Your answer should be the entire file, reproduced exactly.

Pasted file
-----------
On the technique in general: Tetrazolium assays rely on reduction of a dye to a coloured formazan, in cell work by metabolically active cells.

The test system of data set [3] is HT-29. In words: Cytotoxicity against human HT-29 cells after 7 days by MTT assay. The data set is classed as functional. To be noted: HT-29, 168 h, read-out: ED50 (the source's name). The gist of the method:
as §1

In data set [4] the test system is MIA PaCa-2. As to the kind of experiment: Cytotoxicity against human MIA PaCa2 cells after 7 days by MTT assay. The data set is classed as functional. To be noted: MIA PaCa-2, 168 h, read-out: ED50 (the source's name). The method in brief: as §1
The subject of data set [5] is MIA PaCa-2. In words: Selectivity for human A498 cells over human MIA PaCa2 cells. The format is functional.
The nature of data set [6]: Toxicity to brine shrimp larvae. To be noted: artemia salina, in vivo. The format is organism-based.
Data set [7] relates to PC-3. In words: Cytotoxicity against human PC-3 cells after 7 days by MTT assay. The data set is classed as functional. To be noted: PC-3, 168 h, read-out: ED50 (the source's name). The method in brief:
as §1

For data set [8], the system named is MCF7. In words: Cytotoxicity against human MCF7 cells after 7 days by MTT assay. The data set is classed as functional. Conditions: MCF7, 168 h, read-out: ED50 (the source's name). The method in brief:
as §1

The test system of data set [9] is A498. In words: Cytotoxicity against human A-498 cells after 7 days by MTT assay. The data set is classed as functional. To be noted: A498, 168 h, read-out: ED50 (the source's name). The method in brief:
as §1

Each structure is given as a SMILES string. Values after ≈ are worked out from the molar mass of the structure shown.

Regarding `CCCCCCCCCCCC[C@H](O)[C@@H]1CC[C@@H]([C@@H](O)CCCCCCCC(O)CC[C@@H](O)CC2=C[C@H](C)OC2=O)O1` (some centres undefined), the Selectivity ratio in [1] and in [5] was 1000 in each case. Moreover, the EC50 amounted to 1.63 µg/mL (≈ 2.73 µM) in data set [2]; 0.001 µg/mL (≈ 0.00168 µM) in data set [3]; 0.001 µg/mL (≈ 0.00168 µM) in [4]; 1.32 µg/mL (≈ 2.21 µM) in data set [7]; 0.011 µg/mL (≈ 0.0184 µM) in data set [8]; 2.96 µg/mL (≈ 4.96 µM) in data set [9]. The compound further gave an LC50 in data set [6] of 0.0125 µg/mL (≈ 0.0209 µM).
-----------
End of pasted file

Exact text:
On the technique in general: Tetrazolium assays rely on reduction of a dye to a coloured formazan, in cell work by metabolically active cells.

The test system of data set [3] is HT-29. In words: Cytotoxicity against human HT-29 cells after 7 days by MTT assay. The data set is classed as functional. To be noted: HT-29, 168 h, read-out: ED50 (the source's name). The gist of the method:
as §1

In data set [4] the test system is MIA PaCa-2. As to the kind of experiment: Cytotoxicity against human MIA PaCa2 cells after 7 days by MTT assay. The data set is classed as functional. To be noted: MIA PaCa-2, 168 h, read-out: ED50 (the source's name). The method in brief: as §1
The subject of data set [5] is MIA PaCa-2. In words: Selectivity for human A498 cells over human MIA PaCa2 cells. The format is functional.
The nature of data set [6]: Toxicity to brine shrimp larvae. To be noted: artemia salina, in vivo. The format is organism-based.
Data set [7] relates to PC-3. In words: Cytotoxicity against human PC-3 cells after 7 days by MTT assay. The data set is classed as functional. To be noted: PC-3, 168 h, read-out: ED50 (the source's name). The method in brief:
as §1

For data set [8], the system named is MCF7. In words: Cytotoxicity against human MCF7 cells after 7 days by MTT assay. The data set is classed as functional. Conditions: MCF7, 168 h, read-out: ED50 (the source's name). The method in brief:
as §1

The test system of data set [9] is A498. In words: Cytotoxicity against human A-498 cells after 7 days by MTT assay. The data set is classed as functional. To be noted: A498, 168 h, read-out: ED50 (the source's name). The method in brief:
as §1

Each structure is given as a SMILES string. Values after ≈ are worked out from the molar mass of the structure shown.

Regarding `CCCCCCCCCCCC[C@H](O)[C@@H]1CC[C@@H]([C@@H](O)CCCCCCCC(O)CC[C@@H](O)CC2=C[C@H](C)OC2=O)O1` (some centres undefined), the Selectivity ratio in [1] and in [5] was 1000 in each case. Moreover, the EC50 amounted to 1.63 µg/mL (≈ 2.73 µM) in data set [2]; 0.001 µg/mL (≈ 0.00168 µM) in data set [3]; 0.001 µg/mL (≈ 0.00168 µM) in [4]; 1.32 µg/mL (≈ 2.21 µM) in data set [7]; 0.011 µg/mL (≈ 0.0184 µM) in data set [8]; 2.96 µg/mL (≈ 4.96 µM) in data set [9]. The compound further gave an LC50 in data set [6] of 0.0125 µg/mL (≈ 0.0209 µM).